Thank you to everyone who attended my Illuminated History:  The Civil War Soldiers of Perinton presentation last night at the Fairport Library.  I was overwhelmed by the positive response, and the genuine interest in my Civil War boys and our Civil War nurse, Mary Jewett Telford.

Mary Jewett Telford, courtesy Floris A. Lent

Mary Jewett Telford, courtesy Floris A. Lent

It was a pleasure speaking with so many of you before and after the presentation:  Brian Burkhart, who is diligently tracking the men of the 108th New York Volunteer Infantry;  Herb Swingle, who created quite a stir with his connection of John Wilkes Booth to the Rochester area;  Gary Maybee, who shared with me the story of his own Civil War treasures; and Melissa Talma, who took the time to write me an eloquent email expressing her enthusiasm for my project and for learning more about our Civil War heroes.

The heroes illuminated last night included:

George B. Wiltsie, courtesy Jason Puckett

George B. Wiltsie (1837-1865), 4th New York Heavy Artillery.  Died of typhoid fever contracted as a result of starvation at Salisbury Prison.  Buried at Pittsford Cemetery.

Kingsley Brownell (1845-1924), 21st New York Cavalry.  Seriously wounded outside Martinsburg, WV and forced to ride 9 miles as a POW before being paroled 8 months later.  Buried at Pittsford Cemetery.

Major Harvey E. Light (1834-1921), 10th Michigan Cavalry.  Major Harvey survived the war and became a prominent citizen in the Pittsford community.  Buried at Pittsford Cemetery.

Mary Jewett Telford (1839-1906), Civil War nurse.  Served at Hospital No. 8 in Nashville, TN.  Nurse, author, suffragette, editor and charter member of the Woman’s Relief Corps.  Buried at South Perinton Cemetery.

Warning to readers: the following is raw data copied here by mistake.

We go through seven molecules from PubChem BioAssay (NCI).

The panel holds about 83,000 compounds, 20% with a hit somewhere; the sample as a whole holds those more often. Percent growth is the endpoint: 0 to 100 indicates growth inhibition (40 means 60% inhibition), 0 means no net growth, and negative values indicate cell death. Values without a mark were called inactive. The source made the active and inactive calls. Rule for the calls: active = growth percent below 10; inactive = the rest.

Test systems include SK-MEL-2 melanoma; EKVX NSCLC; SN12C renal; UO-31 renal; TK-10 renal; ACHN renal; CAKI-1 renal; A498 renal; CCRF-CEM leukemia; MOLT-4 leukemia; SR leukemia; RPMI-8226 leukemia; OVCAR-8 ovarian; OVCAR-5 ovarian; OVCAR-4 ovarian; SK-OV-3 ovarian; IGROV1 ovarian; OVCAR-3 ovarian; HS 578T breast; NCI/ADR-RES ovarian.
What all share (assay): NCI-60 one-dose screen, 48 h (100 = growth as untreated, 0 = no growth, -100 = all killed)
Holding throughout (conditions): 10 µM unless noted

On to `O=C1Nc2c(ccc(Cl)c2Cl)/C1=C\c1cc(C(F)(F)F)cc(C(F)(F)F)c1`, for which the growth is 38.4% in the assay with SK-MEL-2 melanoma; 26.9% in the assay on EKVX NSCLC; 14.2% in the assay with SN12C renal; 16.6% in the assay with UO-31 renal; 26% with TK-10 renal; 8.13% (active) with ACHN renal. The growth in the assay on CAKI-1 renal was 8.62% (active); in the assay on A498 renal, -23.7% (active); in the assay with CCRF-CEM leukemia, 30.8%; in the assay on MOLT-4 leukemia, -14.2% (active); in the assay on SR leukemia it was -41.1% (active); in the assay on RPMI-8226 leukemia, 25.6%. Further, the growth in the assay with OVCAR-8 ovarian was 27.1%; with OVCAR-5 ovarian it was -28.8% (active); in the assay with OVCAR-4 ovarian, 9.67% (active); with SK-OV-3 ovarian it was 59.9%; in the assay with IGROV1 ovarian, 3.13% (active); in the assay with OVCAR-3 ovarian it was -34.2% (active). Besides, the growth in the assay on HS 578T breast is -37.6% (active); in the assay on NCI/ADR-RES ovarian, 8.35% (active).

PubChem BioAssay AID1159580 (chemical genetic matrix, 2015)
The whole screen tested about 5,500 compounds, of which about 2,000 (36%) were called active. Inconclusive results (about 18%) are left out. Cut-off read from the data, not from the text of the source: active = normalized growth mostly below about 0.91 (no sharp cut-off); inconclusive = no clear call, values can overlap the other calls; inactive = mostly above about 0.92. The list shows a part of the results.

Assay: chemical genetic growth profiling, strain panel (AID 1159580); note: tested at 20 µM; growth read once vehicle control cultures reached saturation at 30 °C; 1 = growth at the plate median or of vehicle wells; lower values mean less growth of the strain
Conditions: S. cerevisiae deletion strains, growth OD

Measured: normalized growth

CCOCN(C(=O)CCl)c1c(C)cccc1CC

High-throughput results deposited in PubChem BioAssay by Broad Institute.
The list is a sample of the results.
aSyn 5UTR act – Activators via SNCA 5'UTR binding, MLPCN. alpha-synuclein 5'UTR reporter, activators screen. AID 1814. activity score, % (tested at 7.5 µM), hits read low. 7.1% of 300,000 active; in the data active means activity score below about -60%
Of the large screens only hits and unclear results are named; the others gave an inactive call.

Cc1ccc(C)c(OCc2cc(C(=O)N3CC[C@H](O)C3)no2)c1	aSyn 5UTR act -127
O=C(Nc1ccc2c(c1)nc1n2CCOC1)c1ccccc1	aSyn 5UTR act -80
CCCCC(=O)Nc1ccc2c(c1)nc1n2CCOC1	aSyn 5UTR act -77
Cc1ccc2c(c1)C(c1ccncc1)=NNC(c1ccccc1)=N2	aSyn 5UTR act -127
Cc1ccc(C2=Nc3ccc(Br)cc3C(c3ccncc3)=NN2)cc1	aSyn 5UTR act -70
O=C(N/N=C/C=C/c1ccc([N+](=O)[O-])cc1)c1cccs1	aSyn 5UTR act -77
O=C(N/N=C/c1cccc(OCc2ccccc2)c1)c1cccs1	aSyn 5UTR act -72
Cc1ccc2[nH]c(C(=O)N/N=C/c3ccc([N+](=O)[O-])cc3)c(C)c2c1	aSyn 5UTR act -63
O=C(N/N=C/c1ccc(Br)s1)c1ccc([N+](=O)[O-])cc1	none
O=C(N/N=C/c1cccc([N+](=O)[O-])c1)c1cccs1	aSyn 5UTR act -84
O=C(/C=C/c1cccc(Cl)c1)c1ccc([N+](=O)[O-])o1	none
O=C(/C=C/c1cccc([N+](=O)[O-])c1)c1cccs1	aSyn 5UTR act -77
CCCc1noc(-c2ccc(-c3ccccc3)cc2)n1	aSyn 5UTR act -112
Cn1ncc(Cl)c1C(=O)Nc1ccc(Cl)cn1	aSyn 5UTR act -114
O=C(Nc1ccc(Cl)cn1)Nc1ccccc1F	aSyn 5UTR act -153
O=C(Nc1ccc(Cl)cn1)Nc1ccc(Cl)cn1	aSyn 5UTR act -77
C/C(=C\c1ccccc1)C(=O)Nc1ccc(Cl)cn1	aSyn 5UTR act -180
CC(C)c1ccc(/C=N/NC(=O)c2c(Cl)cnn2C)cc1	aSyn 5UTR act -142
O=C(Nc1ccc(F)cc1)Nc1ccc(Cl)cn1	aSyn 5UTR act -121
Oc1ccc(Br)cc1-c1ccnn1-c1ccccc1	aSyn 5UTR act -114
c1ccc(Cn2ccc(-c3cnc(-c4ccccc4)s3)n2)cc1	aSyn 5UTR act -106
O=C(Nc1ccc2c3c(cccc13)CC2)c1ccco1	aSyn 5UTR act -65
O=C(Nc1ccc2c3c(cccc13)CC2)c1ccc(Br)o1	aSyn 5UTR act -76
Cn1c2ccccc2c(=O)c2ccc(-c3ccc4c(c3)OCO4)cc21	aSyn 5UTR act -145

Other Civil War soldiers mentioned during the presentation were:

William B. Lyke (1839-1904), 4th New York Heavy Artillery.  Captured, along with George B. Wiltsie, at Reams Station.  Died in 1904, age 65.

Kingsley Brownell, courtesy Mark A. Lannan

Kingsley Brownell, courtesy Mark A. Lannan

Albert E. Lyke (1841-1933), 4th New York Heavy Artillery.  Shot through the jaw at Spotsylvania.  Took his first plane ride in 1928, at age 87.  Died at age 92.

Edward H. Lyke (c 1843-1864), 4th New York Heavy Artillery.  Brother of William B. and Albert E. Lyke.  Mortally wounded at Petersburg.

Henry Root (c 1845-1899), 4th New York Heavy Artillery.  Drummer boy.  Drowned in 1899 after suffering a seizure and falling into the water while fishing.

Jerome Brownell (1843-1921), 108th New York Volunteer Infantry.  Brother of Kingsley Brownell.  Wounded at Gettysburg.

Jacob Telford (1833-1905), 15th Indiana Infantry.  Husband of Mary Jewett Telford.  Wounded at Murfreesboro, TN.

John H. Thurmon (1843-1919), 2nd Missouri Cavalry.  The only Confederate soldier buried at Pittsford Cemetery.

Harvey E. Light, courtesy Doug Light

Harvey E. Light, courtesy Doug Light

Special thanks to descendants Martha Jewett, Evan Marshall, Clay Feeter, Floris A. Lent, Jason Puckett, Mark A. Lannan and Doug Light for supplying me with photos and information about their heroic ancestors.  I very much appreciate the services of Laurie T. Hall who taped the presentation, Charles Profitt as tech guy, Margaret Pilaroscia of the Fairport Library and Alan Keukelaar of the Perinton Historical Society.

There are many more illuminations to come!  Please check my “Cemetery Tours and Presentations” page for information about upcoming events.